Like most helmets, the Giro Protection is rugged. If a crash does happen, its flexible face will cushion your head and help it bounce back into position. It means you’ll likely get back on your bike and ride again.
Motorcycle Helmet Degradation Causes
Helmets don’t last forever. Over time, their outer shell and liner materials break down.
One crucial factor that impacts how long a helmet will last is the quality of materials used, along with the age and condition of each component. The more sensitive parts in your helmet comprise gel padding, which can collapse if not properly maintained. This all affects how much protection it offers and when it is best to replace it.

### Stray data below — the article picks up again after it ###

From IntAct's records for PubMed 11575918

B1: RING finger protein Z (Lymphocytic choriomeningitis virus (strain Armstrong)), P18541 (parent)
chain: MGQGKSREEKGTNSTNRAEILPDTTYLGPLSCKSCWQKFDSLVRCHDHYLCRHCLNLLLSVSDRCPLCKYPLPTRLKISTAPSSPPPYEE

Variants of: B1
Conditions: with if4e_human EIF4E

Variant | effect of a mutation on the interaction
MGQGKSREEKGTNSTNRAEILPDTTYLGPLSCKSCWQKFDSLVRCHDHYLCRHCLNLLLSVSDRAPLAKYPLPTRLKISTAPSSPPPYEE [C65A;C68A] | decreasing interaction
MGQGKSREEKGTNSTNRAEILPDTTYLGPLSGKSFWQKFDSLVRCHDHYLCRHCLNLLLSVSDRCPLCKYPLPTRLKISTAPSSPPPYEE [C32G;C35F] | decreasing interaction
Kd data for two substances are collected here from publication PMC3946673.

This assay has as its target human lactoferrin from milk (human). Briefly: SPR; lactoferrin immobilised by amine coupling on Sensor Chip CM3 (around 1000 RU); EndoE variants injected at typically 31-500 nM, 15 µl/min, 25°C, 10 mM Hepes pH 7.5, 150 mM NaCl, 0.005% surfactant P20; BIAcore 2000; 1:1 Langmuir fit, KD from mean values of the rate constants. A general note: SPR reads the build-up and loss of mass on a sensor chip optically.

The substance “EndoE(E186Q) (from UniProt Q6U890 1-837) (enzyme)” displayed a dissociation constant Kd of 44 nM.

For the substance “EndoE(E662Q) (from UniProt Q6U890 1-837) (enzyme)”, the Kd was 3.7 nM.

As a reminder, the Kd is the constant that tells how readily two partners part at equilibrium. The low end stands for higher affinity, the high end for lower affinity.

In this case, Helmets with a polycarbonate shell offer excellent impact resistance and feature a removable, washable liner.
Knowing how your helmet may get affected by the environment, including humidity, temperature, and sunlight exposure is essential. In particular, three main characteristics affect how quickly a helmet will expire:
- The weight and shape of the helmet.
- Helmet material corrosion.
Getting a new helmet will not make a difference. With exercise, and even breathing, general wear and tear will cause minor cracks and other damage to a helmet. In the long run, when you put that helmet on and off, the ventilation holes get blocked with dirt or hair. As a whole, the helmet becomes less effective at cooling your head during intense activity. This means motorcycle helmets never stay good forever.